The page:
The Triglyceride Lowering Effect of an Omega-3 Fat (DHA) in Addition to Statin Therapy for Patients With CAD or Diabetes
This study will explore the ability of an algae (ocean plant) omega-3 fat supplement (DHA) to reduce triglyceride levels in patients currently being treated with statin therapy (Zocor or simvastatin, Lipitor or atorvastatin, Pravachol or pravastatin, Crestor or rosuvastatin, etc.) for coronary artery disease(CAD)or risk equivalents (any of the following: heart attack, post angioplasty or stent, post coronary bypass surgery, angina, vascular disease, stroke or diabetes).
The rationale for the study is based around the finding that patients with CAD have an approximately 20 % reduction in the risk of sudden death when treated with fish oil (DHA is one of the ingredients in fish oil). In studies of statin-based therapies, it has been observed that statins reduce the risk of coronary events 20-45%. There has not yet been research trials exploring the combination of the two ingredients (i.e., DHA plus statin) in patient treatment either to reduce recurrent cardiac events or to address another reported finding of fish oils to lower triglyceride levels (triglyceride is a form of "blood fat"). This research project will be a pilot project to assess the safety and effectiveness of DHA "add-on" therapy in patients currently being treated with statins for CAD.
The study hypothesis is to test the effectiveness of DHA as compared to placebo to lower triglyceride levels in the blood. This is a double-blinded randomized clinical trial.
Coronary Artery Disease
Coronary Risk Equivalent
Drug: docosahexanoic acid (DHA)
|Study Design:||Allocation: Randomized
Endpoint Classification: Safety/Efficacy Study
Intervention Model: Single Group Assignment
Primary Purpose: Treatment
|Official Title:||The Efficacy and Short-Term Safety of Docosahexaenoic Acid (DHA) and Statin Therapy for Subjects With Coronary Artery Disease or Cardiac Risk Equivalents With Moderate Hypertriglyceridemia (IIb)|
- Lowering of triglyceride level
- Alteration of LDL particle size
|Study Start Date:||January 2006|
|Study Completion Date:||May 2007|
Omega-3 fatty acids (nPUFAs) have been embraced by Expert Panels and Guideline Committees of the American Heart Association as a result of randomized trials documenting reductions in cardiovascular events in patients with coronary artery disease. The antiarrhythmic effect or a modification in the atherogenicity of lipoprotein particles by nPUFA treatment are speculated mechanisms of action. Although precise bioactivity is not clear, nPUFAs have been demonstrated to lower triglyceride (TG) levels. TG reductions have also been demonstrated in three randomized clinical trials where nPUFAs in the form of fish oil containing both eicosapentanoic acid (EPA) and docosahexaenoic acid (DHA) have been added to ongoing statin therapy.
There are at least 8 large randomized clinical trials that have utilized statin agents as monotherapy to reduce cardiovascular events in patients with CAD. These trials have included more than 50,000 patients. The National Cholesterol Education Program (NCEP) recently released a "white paper" further reducing the LDL treatment target to 70 mg% as a result of four recently published trials. Although cardiovascular events rate and mortality reduction of 20-30% have been described, there is still a sizable number of patients experiencing untoward outcomes in spite of ongoing statin therapy. A variety of mechanisms of disease progression have been speculated including ongoing inflammation, insulin resistance and specific species of lipoprotein particles including HDL and LDL sub-classes. There has been recognition by the NCEP that beyond the treatment with statin therapies less tested methods of therapy might need to be applied. These therapies have included the lowering of triglycerides.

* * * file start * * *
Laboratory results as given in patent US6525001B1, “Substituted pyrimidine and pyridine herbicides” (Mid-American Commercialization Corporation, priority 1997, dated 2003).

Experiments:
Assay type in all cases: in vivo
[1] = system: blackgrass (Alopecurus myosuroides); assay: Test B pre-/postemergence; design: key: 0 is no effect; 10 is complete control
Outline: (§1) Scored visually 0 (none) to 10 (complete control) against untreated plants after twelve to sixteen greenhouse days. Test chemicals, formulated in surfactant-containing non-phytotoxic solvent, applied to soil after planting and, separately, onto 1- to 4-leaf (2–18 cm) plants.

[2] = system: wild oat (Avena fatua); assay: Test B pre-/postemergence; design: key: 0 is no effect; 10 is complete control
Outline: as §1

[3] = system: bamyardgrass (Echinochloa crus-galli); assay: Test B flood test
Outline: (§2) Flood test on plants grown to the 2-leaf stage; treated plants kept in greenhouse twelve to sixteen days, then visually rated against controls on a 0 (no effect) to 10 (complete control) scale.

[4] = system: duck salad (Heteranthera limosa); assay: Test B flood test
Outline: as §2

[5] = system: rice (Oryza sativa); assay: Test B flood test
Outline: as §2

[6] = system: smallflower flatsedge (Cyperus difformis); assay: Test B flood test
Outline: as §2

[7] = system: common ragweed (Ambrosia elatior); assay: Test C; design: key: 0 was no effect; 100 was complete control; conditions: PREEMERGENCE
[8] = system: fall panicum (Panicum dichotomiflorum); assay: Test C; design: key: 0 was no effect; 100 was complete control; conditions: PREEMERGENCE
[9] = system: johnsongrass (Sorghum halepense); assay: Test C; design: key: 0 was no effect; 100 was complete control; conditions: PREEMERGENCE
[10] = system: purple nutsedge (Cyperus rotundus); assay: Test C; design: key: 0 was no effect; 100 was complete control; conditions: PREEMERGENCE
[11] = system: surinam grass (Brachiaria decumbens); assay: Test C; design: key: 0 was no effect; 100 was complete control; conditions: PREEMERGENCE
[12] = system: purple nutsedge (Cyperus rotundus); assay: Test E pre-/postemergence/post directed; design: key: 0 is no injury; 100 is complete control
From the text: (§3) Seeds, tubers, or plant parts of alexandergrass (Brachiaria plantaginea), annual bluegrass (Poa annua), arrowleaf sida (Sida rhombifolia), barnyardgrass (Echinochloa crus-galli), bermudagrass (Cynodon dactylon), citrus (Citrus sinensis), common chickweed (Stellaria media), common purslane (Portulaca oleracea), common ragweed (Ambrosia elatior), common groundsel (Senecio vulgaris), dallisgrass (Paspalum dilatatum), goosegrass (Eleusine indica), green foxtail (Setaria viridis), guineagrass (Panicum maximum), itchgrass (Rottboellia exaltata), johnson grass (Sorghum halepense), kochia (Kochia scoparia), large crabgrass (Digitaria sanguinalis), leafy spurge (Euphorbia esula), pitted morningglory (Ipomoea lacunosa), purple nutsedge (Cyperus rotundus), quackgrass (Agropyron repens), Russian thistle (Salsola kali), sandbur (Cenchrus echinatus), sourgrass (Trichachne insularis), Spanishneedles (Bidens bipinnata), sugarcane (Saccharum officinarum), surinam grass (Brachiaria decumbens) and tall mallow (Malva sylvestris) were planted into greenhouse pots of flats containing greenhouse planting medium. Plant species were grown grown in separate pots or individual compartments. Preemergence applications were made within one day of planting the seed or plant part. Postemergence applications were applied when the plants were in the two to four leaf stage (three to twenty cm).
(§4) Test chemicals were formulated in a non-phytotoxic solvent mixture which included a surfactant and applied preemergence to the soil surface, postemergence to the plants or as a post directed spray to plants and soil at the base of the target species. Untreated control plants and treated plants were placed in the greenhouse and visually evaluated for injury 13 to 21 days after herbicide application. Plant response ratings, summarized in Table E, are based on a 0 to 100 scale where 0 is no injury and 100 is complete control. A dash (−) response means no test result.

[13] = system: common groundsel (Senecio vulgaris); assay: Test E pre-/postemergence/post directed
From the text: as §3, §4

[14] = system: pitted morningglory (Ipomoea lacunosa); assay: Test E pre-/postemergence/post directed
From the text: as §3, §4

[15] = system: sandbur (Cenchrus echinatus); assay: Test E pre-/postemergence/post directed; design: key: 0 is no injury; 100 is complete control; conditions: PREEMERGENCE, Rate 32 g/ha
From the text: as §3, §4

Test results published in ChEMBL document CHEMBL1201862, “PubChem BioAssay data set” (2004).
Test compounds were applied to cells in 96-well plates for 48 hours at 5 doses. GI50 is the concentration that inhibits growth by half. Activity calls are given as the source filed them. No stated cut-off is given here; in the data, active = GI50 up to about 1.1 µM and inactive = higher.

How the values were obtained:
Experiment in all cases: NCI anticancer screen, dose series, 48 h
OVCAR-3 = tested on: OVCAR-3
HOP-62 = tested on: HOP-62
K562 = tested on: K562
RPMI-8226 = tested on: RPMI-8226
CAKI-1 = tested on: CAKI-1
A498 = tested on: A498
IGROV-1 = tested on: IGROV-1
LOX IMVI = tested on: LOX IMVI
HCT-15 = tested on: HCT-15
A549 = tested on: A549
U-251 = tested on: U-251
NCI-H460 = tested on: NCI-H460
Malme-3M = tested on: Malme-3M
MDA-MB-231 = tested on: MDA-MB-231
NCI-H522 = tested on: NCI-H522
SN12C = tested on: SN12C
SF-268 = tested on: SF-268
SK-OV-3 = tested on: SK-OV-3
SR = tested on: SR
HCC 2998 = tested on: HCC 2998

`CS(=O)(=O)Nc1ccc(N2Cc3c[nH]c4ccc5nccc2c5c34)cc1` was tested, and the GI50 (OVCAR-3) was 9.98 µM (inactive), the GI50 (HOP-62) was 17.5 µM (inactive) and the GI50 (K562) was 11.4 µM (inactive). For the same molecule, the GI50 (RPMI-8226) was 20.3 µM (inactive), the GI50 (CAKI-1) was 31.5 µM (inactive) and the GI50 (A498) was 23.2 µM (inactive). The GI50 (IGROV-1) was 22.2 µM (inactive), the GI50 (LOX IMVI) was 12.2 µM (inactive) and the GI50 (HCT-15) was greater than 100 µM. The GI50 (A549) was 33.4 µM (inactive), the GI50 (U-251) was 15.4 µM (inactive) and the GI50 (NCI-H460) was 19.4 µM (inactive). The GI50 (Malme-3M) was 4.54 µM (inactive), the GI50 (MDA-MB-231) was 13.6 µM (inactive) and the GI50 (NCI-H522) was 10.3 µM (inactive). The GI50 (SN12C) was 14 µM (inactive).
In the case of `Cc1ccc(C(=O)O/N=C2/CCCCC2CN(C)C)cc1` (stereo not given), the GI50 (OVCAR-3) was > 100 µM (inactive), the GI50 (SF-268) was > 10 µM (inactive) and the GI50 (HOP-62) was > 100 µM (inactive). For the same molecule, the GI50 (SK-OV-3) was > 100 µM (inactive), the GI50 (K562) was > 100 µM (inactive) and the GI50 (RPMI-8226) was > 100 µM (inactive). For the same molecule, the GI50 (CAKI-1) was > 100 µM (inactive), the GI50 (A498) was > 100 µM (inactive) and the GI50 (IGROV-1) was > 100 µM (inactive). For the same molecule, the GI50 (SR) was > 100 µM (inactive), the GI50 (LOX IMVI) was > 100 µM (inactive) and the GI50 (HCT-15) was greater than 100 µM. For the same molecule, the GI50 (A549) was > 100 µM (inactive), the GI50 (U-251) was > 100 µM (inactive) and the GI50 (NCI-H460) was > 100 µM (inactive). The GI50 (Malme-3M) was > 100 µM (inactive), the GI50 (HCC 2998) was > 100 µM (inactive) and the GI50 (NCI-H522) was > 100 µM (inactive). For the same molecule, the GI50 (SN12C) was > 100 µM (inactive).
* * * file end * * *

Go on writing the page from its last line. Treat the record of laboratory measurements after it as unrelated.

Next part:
It is the purpose of this pilot study to explore the relationship of DHA as a strategy for triglyceride lowering in CAD patients receiving on-going statin therapy and candidates for the yet (untested) recommendation by NCEP of the need to lower triglyceride levels exceeding 200 mg% in statin-treated individuals.
- This is a single-center, prospective, randomized, double-blinded, placebo-controlled, parallel-group clinical trial of Martek's DHASCO™ versus placebo in subjects with CAD or risk equivalents (including type II DM)
- There will be a 4-wk run-in period to assure both diet and triglyceride stabilization.
- After the base-line run-in period, if triglyceride levels exceed 200 mg% they will be eligible to procede with the intervention either placebo or 2 grams of DHA
- Patients will be treated for an 8 week period. Visits will occur every other week during the treatment cycle.
- Laboroatory parameters to be followed during the course of the clinical trial includes: beta quantification of lipids, NMR particle analysis of lipoprotein particle size, apoprotein genotyping and other basic chemistry measurements
|United States, Maine|
|Maine Center for Lipids and Cardiovascular Health|
|Scarborough, Maine, United States, 04074|
|Principal Investigator:||Leonard M Keilson, MD, MPH||Maine Center for Lipids and Cardiovascular Health|